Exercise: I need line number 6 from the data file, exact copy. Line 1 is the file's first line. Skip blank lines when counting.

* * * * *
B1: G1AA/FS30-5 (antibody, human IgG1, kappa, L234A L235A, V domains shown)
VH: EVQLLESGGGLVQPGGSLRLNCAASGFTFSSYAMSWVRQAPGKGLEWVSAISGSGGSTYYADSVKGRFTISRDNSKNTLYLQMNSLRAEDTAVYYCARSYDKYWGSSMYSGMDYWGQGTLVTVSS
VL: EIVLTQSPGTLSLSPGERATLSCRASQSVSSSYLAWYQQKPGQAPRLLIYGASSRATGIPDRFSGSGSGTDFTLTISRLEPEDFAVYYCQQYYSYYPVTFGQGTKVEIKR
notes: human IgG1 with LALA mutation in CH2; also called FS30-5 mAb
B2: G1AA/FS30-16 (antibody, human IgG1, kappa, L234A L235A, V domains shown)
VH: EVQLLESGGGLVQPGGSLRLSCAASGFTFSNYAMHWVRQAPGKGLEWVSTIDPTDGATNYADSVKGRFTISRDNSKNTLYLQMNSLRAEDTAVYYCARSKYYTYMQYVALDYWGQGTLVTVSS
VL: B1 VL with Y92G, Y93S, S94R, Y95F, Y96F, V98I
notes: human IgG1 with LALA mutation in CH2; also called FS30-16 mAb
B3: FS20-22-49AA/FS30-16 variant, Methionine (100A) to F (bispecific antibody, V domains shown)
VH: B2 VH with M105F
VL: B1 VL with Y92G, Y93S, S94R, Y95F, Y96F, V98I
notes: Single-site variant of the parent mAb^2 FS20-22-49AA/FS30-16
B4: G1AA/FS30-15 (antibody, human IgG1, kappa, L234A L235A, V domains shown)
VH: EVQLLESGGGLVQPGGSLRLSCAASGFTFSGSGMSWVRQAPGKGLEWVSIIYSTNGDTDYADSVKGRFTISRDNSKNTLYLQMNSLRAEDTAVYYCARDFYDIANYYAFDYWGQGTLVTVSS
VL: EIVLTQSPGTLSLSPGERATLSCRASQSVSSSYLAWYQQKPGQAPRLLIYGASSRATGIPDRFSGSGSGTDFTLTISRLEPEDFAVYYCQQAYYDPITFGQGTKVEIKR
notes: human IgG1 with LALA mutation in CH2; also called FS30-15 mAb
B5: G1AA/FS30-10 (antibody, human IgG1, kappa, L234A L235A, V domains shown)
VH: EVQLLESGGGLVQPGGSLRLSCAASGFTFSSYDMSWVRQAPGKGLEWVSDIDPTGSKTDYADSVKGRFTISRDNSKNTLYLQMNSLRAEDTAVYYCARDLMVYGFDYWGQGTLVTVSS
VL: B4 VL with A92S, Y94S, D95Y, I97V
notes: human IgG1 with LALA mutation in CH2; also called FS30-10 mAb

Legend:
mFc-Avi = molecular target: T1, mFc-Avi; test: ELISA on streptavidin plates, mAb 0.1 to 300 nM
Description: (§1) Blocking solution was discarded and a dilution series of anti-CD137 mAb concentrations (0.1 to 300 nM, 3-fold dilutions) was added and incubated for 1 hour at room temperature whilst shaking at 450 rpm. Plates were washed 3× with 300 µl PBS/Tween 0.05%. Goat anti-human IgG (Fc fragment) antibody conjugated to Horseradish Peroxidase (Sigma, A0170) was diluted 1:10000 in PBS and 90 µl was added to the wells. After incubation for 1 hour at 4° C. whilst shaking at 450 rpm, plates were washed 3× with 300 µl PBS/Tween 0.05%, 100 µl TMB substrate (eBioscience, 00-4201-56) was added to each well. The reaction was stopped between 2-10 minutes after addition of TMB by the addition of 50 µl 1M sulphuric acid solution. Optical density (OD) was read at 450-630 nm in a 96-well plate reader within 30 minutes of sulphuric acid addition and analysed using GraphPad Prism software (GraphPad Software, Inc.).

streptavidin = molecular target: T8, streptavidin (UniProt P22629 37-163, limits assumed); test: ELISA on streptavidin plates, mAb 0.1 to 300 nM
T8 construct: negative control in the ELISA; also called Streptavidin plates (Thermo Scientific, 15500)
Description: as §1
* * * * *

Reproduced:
VH: EVQLLESGGGLVQPGGSLRLSCAASGFTFSNYAMHWVRQAPGKGLEWVSTIDPTDGATNYADSVKGRFTISRDNSKNTLYLQMNSLRAEDTAVYYCARSKYYTYMQYVALDYWGQGTLVTVSS